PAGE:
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U.S. President Donald Trump, joined by U.S. Secretary of State Rex Tillerson on Oct. 16, 2017 in Washington D.C.
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They’re among the most sympathetic groups of immigrants: Those who came to the U.S. fleeing natural disaster and instability and those who were brought here as children.

But the Trump Administration’s treatment of both shows just how hard a line the President is taking on immigration.

On Monday, the Department of Homeland Security ended temporary protected status for some 2,500 Nicaraguan citizens who fled Hurricane Mitch in 1998. The agency has sent signals that it could end protection for 190,000 El Salvadorans, 57,000 Hondurans and 50,000 Haitians living in the United States soon as well.

Those four countries account for most of the nearly 300,000 immigrants living in the U.S. under the temporary protected status program. And there are signs the White House doesn’t think the program is ending quickly enough.

The Washington Post now reports that White House Chief of Staff John Kelly and White House homeland security adviser Tom Bossert pressured Acting DHS Secretary Elaine Duke to expel Hondurans now, rather than granting them a six-month extension to gather more facts. According to the Post, Kelly even called from Japan, where he is traveling with President Trump.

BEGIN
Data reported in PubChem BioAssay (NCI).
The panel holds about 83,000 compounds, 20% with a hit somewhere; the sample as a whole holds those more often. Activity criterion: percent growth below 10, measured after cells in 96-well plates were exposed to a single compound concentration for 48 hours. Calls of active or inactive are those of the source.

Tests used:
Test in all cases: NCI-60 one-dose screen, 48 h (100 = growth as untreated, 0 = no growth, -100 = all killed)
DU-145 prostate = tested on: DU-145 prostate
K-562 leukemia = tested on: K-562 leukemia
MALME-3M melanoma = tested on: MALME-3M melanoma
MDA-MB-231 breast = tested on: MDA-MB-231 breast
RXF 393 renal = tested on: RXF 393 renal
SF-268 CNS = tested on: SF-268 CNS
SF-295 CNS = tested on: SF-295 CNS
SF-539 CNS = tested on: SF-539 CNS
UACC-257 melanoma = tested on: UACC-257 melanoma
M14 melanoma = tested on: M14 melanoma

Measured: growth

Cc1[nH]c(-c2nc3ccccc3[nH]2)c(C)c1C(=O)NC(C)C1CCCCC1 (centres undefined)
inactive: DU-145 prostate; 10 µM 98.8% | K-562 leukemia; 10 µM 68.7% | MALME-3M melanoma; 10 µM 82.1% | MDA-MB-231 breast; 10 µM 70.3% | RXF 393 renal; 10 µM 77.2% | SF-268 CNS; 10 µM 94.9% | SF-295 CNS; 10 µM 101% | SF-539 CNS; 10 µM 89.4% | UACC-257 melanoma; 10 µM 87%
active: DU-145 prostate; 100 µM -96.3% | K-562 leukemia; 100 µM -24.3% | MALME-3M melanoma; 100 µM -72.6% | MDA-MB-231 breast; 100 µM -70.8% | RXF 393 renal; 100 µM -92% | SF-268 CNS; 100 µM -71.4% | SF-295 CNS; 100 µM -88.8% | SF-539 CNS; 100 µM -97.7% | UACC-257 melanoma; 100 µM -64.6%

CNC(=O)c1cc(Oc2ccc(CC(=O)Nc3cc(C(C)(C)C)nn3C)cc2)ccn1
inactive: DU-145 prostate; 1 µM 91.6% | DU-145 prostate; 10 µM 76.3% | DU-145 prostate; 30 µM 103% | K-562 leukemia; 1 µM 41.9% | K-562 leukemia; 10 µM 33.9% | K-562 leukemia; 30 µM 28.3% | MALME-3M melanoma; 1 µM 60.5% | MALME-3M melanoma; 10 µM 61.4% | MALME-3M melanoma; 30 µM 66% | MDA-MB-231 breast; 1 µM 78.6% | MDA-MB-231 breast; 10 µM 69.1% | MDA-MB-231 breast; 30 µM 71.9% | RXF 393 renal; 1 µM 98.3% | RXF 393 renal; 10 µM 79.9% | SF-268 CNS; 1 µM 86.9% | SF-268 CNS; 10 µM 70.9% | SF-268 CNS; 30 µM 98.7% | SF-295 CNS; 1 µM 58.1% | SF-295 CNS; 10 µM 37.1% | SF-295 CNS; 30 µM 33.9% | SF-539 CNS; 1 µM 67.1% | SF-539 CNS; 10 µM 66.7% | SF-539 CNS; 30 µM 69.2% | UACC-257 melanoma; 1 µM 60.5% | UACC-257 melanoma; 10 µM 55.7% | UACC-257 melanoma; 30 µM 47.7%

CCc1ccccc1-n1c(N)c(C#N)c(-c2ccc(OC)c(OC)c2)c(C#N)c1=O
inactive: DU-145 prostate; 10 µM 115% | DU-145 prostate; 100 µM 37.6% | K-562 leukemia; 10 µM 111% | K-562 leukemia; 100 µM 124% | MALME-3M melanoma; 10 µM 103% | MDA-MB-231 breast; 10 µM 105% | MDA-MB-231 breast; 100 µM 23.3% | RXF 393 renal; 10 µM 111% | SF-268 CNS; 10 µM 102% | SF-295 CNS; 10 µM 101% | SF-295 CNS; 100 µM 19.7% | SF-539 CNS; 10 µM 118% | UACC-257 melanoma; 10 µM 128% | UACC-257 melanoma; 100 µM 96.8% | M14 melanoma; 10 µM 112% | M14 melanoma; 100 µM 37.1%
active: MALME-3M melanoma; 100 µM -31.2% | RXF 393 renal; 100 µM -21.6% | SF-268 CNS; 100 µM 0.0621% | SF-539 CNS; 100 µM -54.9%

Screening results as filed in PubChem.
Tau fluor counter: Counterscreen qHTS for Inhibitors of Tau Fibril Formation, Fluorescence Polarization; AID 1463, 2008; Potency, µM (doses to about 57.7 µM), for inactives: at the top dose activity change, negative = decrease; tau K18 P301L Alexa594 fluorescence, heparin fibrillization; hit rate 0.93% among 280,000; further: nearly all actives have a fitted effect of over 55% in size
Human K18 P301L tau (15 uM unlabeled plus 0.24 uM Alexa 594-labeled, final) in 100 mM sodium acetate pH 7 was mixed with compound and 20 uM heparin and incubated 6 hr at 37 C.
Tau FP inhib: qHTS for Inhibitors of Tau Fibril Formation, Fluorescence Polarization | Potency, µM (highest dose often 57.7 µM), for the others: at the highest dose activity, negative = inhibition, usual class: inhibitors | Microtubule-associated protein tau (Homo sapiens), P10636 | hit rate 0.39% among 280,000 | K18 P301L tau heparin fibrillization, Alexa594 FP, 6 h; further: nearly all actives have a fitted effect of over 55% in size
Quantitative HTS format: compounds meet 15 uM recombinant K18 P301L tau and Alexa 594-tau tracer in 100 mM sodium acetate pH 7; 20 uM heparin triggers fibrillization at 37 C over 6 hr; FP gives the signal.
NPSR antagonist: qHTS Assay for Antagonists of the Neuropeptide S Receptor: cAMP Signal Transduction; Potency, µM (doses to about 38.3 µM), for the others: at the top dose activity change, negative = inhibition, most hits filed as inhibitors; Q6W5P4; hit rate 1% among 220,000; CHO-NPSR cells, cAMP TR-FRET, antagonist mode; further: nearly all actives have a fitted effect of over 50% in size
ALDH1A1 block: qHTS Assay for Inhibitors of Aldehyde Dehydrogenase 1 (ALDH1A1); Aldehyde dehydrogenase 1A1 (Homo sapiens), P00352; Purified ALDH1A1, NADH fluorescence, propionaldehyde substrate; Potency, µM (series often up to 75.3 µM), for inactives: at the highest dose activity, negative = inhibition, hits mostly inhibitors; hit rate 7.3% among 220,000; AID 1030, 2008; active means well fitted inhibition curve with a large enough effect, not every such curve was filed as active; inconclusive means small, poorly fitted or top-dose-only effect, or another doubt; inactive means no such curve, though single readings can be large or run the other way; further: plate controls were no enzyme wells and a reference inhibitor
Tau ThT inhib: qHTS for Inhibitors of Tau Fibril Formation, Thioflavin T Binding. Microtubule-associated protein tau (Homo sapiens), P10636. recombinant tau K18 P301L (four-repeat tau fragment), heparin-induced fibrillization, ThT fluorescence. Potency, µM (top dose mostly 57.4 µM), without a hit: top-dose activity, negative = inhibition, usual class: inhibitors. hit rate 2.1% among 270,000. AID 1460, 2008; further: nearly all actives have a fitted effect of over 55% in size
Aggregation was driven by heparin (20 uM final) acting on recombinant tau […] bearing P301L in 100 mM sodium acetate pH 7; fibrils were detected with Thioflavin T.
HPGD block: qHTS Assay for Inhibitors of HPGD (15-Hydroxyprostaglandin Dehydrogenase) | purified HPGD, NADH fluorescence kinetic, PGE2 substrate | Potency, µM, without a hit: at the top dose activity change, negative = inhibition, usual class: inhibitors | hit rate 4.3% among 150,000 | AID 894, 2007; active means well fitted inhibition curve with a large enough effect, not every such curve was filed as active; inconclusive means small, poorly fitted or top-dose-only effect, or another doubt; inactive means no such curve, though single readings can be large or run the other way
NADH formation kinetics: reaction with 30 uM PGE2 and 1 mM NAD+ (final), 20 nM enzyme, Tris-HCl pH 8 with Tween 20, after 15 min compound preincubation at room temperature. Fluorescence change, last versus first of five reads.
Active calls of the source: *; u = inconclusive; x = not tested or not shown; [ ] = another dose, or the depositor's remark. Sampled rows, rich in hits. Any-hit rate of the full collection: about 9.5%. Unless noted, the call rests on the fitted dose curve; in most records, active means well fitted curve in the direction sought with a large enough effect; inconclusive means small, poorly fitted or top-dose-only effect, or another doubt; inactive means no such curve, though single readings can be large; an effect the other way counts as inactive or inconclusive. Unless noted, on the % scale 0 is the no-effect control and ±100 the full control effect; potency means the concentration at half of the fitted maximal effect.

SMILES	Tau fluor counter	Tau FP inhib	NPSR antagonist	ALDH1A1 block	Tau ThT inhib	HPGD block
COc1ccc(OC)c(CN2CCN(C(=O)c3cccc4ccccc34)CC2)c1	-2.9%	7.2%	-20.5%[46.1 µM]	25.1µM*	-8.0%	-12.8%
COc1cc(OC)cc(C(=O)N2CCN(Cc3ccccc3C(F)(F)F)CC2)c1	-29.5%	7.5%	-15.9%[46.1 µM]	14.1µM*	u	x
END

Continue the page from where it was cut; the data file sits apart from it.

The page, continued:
The situation with temporary protected status mirrors that of the so-called Dreamers, the name for undocumented immigrants brought to the U.S. when they were young. Roughly 800,000 of them have been able to avoid deportation under an Obama-era program called Deferred Action for Childhood Arrivals, which the Trump Administration is winding down.

Neither group of immigrants has a path to citizenship. Both temporary protected status and DACA just help them avoid deportation.

But Trump ran for office promising to crack down on illegal immigration and build a border wall with Mexico. As president he’s loosened the rules on who immigration agents can seek to deport, pushed for long-shot legislation to cut legal immigration in half and railed against things like “chain migration.”

The Trump Administration’s moves on temporary protected status and DACA are of a piece with those arguments, even if the immigrants affected by those decisions are more sympathetic. (One recent poll showed 86% of Americans support allowing Dreamers to stay in the country; there are no recent polls on recipients of temporary protected status.)

So far, President Trump hasn’t been able to persuade Congress to fund a border wall or restrict legal immigration. Both temporary protected status and DACA are entirely at the discretion of the executive branch, as are enforcement priorities for border agents.

If Trump wants to show he’s following through on what was essentially a campaign promise to reduce the number of immigrants in the U.S., those may be the ways he’s going to do it.

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